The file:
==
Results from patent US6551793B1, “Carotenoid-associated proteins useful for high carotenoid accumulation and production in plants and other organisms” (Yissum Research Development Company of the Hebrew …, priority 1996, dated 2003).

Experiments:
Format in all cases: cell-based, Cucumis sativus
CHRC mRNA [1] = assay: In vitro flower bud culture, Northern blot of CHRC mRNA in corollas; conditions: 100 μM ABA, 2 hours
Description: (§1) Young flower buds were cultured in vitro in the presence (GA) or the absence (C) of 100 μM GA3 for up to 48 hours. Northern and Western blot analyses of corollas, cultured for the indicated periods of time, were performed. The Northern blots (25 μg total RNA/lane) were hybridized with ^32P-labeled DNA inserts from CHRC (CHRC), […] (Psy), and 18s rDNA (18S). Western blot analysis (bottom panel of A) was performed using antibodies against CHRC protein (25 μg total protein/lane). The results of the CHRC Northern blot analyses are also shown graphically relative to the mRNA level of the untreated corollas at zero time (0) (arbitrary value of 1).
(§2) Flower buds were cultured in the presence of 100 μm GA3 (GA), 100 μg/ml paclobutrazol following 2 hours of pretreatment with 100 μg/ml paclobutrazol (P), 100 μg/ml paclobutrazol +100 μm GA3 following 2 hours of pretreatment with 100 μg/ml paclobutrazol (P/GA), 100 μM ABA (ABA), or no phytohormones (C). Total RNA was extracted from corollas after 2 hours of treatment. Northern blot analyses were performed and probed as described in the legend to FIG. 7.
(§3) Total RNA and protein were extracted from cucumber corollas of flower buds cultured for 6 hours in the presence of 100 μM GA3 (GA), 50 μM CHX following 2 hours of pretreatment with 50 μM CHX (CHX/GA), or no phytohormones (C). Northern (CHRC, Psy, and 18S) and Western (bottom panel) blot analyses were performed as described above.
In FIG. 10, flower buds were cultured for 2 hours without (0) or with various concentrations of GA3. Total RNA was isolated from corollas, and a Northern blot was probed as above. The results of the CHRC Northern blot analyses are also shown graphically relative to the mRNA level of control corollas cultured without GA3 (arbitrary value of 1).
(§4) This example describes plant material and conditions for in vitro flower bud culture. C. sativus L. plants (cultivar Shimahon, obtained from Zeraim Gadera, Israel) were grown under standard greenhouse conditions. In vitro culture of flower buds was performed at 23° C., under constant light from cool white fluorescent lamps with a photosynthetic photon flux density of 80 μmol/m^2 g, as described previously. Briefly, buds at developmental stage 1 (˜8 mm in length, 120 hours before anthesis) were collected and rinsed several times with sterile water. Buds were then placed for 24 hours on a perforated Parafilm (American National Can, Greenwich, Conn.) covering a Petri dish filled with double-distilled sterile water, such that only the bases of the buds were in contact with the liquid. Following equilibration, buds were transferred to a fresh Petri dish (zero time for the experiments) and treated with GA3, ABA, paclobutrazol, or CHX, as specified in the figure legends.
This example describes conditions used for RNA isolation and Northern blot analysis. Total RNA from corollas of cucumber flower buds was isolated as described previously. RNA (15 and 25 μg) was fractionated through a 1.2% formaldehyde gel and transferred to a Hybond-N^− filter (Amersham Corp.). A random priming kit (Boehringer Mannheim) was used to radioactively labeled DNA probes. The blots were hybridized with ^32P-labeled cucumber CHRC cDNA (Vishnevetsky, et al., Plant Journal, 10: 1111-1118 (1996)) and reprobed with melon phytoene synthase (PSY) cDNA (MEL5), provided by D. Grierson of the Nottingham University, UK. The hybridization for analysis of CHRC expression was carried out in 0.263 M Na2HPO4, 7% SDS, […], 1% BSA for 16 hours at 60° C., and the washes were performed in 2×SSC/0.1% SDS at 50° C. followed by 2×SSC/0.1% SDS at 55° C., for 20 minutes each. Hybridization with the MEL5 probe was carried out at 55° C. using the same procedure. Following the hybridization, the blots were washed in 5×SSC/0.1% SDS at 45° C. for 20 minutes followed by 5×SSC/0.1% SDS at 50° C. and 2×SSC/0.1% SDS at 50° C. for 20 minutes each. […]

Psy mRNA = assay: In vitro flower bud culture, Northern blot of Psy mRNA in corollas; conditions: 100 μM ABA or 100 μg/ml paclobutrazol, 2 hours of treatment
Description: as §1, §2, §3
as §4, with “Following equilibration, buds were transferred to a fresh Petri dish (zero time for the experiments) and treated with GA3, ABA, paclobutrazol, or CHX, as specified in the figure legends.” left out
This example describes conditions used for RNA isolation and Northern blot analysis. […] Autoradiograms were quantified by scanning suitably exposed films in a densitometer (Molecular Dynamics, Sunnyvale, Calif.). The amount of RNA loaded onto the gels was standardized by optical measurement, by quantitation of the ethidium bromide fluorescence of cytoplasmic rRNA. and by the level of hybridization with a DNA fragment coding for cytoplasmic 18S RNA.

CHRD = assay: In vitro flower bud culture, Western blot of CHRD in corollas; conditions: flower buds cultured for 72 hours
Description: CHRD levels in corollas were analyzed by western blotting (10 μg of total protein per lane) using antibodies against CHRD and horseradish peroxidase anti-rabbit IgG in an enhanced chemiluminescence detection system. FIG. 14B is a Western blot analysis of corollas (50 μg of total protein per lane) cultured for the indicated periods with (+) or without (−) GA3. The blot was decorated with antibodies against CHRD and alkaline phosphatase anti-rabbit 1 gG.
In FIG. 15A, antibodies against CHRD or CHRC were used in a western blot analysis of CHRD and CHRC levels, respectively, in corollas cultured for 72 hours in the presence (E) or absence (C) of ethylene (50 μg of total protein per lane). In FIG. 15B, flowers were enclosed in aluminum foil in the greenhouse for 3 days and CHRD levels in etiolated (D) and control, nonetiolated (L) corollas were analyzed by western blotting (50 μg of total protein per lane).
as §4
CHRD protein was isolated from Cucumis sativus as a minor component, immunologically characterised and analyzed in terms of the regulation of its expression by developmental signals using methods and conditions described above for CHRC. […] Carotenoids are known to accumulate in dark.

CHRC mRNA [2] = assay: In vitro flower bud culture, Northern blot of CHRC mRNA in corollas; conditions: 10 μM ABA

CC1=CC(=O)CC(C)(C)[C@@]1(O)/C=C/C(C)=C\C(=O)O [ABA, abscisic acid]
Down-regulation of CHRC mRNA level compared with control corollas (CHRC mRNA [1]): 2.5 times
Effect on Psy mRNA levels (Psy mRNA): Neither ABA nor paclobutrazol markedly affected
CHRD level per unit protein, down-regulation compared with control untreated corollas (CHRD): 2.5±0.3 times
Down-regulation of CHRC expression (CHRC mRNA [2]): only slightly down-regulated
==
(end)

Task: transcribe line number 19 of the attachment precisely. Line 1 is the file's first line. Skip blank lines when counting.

CHRD protein was isolated from Cucumis sativus as a minor component, immunologically characterised and analyzed in terms of the regulation of its expression by developmental signals using methods and conditions described above for CHRC. […] Carotenoids are known to accumulate in dark.